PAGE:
Martha, Martha

Feast of Tabernacles Sermon by Mark Schindler

Mark Schindler, alluding to the Hollywood Movie The Ten Commandments as an illustration , suggests that the repetition of the name of Moses depicts special reverence given to this character. Seven stalwart individuals received this special distinction: Abraham, Abraham (Genesis 22:11) Jacob, Jacob (Genesis 46:2), Moses, Moses …


The Miracles of Jesus Christ: The Resurrection of Lazarus (Part One)

Bible Study by Martin G. Collins

Among Christ's greatest miracles is the resurrection of Lazarus. John 11 details Jesus' approach to and way of expressing the concept of death, giving hope.


Back to Life (Part Three)

Sermon by Martin G. Collins

Martin Collins points out that our Savior has a tender spot for those who are weak in the faith but are doggedly struggling to hold fast to what they believe. People sometimes unfairly brand others who display a one-time weakness, as in the case of "Doubting Thomas," who demanded empirical evidence of Christ's …


Back to Life (Part One)

Sermon by Martin G. Collins

Sickness and hardship should not erode our faith in God's ultimately favorable purpose for us. A current trial may serve as a witness for the good of others.


John (Part 18)

Sermon/Bible Study by John W. Ritenbaugh

Trust in God's ability to resurrect can neutralize the most basic debilitating fear—the fear of death. Christ assures us that death is not the end.


Trials Are a Gift From God

Sermon by Mark Schindler

Mark Schindler shares a publication produced shortly after World War II by the Reader's Digest, titled Getting the Most Out of Life, a collection of articles written by people who were able to transcend their losses by finding alternate ways of attaining goals. The handicap associated with the loss of his leg actually served as …


Back to Life (Part Four)

Sermon by Martin G. Collins

Martin Collins, reminding us that God's love does not shield the believer from sickness, pain, sorrow, or death, focuses on several scriptural contexts in which Jesus shed tears and expressed grief. Though no wimpy sentimentalist, Jesus chose to experience the often disrupting vicissitudes of human life, having the capacity to …


Faith and Prayer

Sermon by John W. Ritenbaugh

Constant, earnest prayer keeps faith alive and makes certain the receiving of the qualities that make us in the image of God. God's purpose comes first.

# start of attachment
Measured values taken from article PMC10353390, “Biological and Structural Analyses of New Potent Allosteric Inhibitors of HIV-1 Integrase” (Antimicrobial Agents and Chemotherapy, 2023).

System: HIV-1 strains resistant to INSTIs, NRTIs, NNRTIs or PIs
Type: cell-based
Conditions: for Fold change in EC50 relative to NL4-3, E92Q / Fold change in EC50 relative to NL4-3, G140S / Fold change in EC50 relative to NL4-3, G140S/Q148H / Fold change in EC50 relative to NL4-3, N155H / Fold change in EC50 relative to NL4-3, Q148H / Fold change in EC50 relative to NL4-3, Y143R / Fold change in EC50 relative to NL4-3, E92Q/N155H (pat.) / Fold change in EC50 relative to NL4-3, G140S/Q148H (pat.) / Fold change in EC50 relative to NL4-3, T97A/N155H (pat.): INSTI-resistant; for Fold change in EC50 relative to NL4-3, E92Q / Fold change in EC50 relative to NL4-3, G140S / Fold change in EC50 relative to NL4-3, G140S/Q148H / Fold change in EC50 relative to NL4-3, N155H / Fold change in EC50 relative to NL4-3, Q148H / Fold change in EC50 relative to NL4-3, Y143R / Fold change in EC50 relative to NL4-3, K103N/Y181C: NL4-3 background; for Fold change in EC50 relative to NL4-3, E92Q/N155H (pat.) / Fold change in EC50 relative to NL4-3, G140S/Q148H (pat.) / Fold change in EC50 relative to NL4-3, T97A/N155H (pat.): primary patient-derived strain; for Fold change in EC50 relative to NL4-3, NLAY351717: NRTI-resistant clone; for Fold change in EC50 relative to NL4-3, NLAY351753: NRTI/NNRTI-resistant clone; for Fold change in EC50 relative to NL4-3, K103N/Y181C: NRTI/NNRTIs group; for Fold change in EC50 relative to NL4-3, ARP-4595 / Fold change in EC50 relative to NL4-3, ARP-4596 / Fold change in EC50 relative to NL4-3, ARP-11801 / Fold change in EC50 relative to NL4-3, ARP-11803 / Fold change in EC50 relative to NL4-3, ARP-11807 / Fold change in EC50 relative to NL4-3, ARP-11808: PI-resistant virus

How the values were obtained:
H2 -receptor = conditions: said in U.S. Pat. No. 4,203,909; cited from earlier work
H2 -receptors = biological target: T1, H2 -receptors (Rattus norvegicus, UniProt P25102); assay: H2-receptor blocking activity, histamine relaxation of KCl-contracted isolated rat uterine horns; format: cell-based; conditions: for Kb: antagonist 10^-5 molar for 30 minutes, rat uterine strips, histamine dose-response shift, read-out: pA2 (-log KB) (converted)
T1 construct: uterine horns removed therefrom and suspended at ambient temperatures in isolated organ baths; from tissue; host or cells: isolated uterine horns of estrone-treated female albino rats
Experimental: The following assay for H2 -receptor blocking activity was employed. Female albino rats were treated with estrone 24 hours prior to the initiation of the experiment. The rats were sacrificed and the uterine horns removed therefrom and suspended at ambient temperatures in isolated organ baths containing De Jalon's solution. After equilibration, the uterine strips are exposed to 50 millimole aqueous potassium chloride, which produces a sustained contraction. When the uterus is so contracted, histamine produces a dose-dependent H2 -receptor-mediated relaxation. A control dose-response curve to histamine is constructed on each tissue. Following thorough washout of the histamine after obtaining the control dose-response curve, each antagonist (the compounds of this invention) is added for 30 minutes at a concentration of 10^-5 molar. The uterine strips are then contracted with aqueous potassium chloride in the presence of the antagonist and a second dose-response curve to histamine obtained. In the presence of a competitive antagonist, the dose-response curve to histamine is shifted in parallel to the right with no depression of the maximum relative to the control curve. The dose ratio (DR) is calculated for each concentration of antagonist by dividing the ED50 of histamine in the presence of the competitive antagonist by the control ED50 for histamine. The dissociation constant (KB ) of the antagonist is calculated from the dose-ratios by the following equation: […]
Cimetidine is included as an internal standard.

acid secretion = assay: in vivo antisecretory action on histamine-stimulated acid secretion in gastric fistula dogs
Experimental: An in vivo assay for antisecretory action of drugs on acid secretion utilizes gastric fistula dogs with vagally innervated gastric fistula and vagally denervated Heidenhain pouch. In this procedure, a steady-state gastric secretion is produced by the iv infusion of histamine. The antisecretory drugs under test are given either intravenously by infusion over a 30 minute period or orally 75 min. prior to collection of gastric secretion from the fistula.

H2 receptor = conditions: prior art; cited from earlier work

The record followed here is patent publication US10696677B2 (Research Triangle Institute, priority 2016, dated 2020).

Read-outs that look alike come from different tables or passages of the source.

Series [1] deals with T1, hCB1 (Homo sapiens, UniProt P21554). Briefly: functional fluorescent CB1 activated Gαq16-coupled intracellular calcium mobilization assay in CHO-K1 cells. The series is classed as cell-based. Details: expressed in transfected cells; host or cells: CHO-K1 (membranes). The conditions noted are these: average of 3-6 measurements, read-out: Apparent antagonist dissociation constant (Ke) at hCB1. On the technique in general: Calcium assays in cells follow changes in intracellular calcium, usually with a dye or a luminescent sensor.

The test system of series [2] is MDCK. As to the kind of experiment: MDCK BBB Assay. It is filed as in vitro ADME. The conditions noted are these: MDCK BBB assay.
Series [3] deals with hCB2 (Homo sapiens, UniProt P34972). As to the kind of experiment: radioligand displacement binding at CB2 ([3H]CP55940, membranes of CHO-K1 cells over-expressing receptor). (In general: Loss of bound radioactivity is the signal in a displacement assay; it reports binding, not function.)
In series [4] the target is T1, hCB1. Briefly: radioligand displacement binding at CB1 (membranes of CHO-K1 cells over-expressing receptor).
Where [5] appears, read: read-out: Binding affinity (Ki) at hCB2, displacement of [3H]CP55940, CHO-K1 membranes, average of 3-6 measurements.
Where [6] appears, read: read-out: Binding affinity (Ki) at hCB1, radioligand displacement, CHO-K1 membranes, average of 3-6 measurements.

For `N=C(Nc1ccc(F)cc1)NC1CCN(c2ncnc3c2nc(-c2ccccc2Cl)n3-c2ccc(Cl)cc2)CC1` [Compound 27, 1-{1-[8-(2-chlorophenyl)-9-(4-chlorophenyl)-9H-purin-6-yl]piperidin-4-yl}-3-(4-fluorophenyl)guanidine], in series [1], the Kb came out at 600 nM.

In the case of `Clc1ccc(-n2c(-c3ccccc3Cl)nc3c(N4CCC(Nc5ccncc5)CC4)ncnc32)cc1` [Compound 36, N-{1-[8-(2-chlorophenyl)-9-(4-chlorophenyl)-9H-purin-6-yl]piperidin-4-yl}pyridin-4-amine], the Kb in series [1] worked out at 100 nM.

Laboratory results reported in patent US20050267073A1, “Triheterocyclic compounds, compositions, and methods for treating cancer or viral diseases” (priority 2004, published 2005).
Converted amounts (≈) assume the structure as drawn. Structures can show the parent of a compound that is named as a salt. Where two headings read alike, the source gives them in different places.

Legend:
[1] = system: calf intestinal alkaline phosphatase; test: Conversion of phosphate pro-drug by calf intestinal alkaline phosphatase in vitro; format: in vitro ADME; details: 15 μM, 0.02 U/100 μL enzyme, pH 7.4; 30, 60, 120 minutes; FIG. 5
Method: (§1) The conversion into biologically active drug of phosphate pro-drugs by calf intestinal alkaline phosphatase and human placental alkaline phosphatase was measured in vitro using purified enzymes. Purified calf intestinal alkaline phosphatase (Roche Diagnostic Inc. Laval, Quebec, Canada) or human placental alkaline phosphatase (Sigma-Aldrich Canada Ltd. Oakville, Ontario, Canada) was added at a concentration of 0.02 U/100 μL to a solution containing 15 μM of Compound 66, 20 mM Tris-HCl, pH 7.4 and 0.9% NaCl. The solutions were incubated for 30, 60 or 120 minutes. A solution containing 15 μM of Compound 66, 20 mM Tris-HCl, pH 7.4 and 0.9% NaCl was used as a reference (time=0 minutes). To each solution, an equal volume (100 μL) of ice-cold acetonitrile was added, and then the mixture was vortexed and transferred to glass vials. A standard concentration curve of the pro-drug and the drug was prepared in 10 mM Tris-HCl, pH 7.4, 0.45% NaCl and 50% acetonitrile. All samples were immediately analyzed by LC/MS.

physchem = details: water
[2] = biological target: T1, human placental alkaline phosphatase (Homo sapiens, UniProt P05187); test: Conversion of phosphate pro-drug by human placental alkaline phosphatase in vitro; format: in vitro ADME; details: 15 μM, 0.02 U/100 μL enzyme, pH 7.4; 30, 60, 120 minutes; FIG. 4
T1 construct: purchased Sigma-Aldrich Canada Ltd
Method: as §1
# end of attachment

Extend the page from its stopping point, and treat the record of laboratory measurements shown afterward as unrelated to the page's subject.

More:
Hebrews, Love, and the Ephesian Church

Feast of Tabernacles Sermon by John W. Ritenbaugh

John Ritenbaugh warns that the sheer variety of choices (distractions) available to us today (with their potential accompanying temptations and enervating time-wasting diversions) is extremely stressful because it automatically increases sin and lawlessness, automatically decreasing love, zeal, and affection. Like our society, …


Loving Christ

Sermon by John W. Ritenbaugh

John Ritenbaugh suggests that the seven churches in Revelation 2-3 represent characteristics or attitudes which will be extant at the end time, levels of spiritual growth against which members may measure their growth. Although flitting from one church group to another is not advised, we do have the opportunity to sort our …


Listen Carefully (Part One)

CGG Weekly by Clyde Finklea

Challenging his wife with a riddle, the man began, "You're the engineer of a train. There are 36 people on board. At the first stop, ..."


Listening

Sermon by Richard T. Ritenbaugh

Richard Ritenbaugh, reflecting upon the average American's pathetically short attention span (largely caused by media over-stimulation), admonishes us to improve our listening and concentration skills. Listening, which is far more important than simply hearing, is a vital spiritual skill—actually an act of love—that …


"If I Have Not Charity"

Sermon by Richard T. Ritenbaugh

Christianity has both an inward aspect (building godly character or becoming sanctified) and an outward aspect (doing practical good works).